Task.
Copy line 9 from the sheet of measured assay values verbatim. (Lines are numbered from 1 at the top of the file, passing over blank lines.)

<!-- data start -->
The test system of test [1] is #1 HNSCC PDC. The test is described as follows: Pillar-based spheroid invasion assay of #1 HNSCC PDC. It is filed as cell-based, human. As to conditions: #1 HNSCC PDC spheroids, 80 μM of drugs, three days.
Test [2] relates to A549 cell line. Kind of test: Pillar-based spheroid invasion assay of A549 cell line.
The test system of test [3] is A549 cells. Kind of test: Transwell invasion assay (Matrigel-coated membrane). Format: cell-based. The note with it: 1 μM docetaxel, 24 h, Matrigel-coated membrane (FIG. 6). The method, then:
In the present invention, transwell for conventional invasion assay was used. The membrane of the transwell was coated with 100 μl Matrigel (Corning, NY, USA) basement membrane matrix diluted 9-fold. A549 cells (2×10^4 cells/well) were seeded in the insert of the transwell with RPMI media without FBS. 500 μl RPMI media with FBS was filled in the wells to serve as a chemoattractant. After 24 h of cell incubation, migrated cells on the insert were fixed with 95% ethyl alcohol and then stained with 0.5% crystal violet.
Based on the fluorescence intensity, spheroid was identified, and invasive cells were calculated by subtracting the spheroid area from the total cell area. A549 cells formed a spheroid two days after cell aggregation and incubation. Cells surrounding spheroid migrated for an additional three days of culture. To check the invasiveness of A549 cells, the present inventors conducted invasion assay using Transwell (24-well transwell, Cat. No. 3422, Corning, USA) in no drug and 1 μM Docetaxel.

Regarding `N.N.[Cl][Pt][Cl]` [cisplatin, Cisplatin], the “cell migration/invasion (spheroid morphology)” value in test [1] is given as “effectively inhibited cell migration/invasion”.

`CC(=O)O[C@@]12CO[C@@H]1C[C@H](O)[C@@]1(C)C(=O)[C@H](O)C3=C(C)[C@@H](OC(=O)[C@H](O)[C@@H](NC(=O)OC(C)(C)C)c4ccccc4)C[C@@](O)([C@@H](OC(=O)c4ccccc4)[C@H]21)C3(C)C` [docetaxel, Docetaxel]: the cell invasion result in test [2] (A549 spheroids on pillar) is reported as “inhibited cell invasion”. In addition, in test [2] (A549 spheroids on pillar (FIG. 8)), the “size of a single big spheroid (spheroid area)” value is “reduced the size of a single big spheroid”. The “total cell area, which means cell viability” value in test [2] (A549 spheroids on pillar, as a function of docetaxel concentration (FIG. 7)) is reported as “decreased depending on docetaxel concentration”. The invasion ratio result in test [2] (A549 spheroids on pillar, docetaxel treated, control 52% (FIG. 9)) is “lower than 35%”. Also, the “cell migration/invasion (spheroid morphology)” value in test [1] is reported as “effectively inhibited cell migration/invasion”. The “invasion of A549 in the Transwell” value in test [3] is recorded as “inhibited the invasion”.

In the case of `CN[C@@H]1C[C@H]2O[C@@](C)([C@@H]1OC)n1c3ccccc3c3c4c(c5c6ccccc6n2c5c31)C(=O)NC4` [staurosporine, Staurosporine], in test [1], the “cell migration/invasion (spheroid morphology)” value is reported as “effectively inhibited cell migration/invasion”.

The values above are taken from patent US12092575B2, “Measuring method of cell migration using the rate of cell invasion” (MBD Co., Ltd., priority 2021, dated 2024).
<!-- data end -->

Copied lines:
The values above are taken from patent US12092575B2, “Measuring method of cell migration using the rate of cell invasion” (MBD Co., Ltd., priority 2021, dated 2024).